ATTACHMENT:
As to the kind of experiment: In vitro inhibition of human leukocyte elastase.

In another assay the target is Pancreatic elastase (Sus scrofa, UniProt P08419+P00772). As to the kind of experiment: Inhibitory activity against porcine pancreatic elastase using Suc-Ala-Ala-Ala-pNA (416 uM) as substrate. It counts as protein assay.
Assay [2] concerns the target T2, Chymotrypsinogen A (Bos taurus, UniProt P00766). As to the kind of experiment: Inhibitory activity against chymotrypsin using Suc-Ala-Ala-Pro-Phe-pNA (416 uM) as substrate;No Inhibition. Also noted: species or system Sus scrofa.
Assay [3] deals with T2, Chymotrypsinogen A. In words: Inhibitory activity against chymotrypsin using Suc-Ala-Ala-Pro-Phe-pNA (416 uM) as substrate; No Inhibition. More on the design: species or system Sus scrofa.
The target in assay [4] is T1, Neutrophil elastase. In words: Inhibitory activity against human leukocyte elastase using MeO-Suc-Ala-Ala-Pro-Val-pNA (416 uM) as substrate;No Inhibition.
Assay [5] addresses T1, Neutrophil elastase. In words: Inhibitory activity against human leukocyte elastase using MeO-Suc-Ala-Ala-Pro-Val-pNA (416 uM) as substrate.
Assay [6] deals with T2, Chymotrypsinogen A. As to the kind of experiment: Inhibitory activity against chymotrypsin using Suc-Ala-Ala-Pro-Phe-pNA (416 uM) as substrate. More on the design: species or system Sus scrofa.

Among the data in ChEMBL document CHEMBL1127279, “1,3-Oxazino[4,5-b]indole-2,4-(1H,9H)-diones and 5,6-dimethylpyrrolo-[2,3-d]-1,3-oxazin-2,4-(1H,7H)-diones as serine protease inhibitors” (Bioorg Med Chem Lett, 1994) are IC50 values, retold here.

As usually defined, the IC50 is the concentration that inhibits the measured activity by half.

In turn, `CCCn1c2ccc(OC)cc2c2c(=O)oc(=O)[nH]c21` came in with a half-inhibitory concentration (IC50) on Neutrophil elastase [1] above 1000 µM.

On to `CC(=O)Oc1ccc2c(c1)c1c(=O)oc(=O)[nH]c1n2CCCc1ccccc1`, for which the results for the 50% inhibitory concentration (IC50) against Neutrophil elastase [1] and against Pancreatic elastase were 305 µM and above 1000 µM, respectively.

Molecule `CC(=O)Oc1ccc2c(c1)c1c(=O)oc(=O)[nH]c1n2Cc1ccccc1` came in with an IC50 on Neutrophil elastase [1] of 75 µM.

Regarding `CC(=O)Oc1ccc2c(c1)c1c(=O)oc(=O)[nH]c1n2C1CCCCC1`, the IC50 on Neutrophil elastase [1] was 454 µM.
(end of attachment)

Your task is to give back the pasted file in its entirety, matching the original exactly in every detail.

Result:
As to the kind of experiment: In vitro inhibition of human leukocyte elastase.

In another assay the target is Pancreatic elastase (Sus scrofa, UniProt P08419+P00772). As to the kind of experiment: Inhibitory activity against porcine pancreatic elastase using Suc-Ala-Ala-Ala-pNA (416 uM) as substrate. It counts as protein assay.
Assay [2] concerns the target T2, Chymotrypsinogen A (Bos taurus, UniProt P00766). As to the kind of experiment: Inhibitory activity against chymotrypsin using Suc-Ala-Ala-Pro-Phe-pNA (416 uM) as substrate;No Inhibition. Also noted: species or system Sus scrofa.
Assay [3] deals with T2, Chymotrypsinogen A. In words: Inhibitory activity against chymotrypsin using Suc-Ala-Ala-Pro-Phe-pNA (416 uM) as substrate; No Inhibition. More on the design: species or system Sus scrofa.
The target in assay [4] is T1, Neutrophil elastase. In words: Inhibitory activity against human leukocyte elastase using MeO-Suc-Ala-Ala-Pro-Val-pNA (416 uM) as substrate;No Inhibition.
Assay [5] addresses T1, Neutrophil elastase. In words: Inhibitory activity against human leukocyte elastase using MeO-Suc-Ala-Ala-Pro-Val-pNA (416 uM) as substrate.
Assay [6] deals with T2, Chymotrypsinogen A. As to the kind of experiment: Inhibitory activity against chymotrypsin using Suc-Ala-Ala-Pro-Phe-pNA (416 uM) as substrate. More on the design: species or system Sus scrofa.

Among the data in ChEMBL document CHEMBL1127279, “1,3-Oxazino[4,5-b]indole-2,4-(1H,9H)-diones and 5,6-dimethylpyrrolo-[2,3-d]-1,3-oxazin-2,4-(1H,7H)-diones as serine protease inhibitors” (Bioorg Med Chem Lett, 1994) are IC50 values, retold here.

As usually defined, the IC50 is the concentration that inhibits the measured activity by half.

In turn, `CCCn1c2ccc(OC)cc2c2c(=O)oc(=O)[nH]c21` came in with a half-inhibitory concentration (IC50) on Neutrophil elastase [1] above 1000 µM.

On to `CC(=O)Oc1ccc2c(c1)c1c(=O)oc(=O)[nH]c1n2CCCc1ccccc1`, for which the results for the 50% inhibitory concentration (IC50) against Neutrophil elastase [1] and against Pancreatic elastase were 305 µM and above 1000 µM, respectively.

Molecule `CC(=O)Oc1ccc2c(c1)c1c(=O)oc(=O)[nH]c1n2Cc1ccccc1` came in with an IC50 on Neutrophil elastase [1] of 75 µM.

Regarding `CC(=O)Oc1ccc2c(c1)c1c(=O)oc(=O)[nH]c1n2C1CCCCC1`, the IC50 on Neutrophil elastase [1] was 454 µM.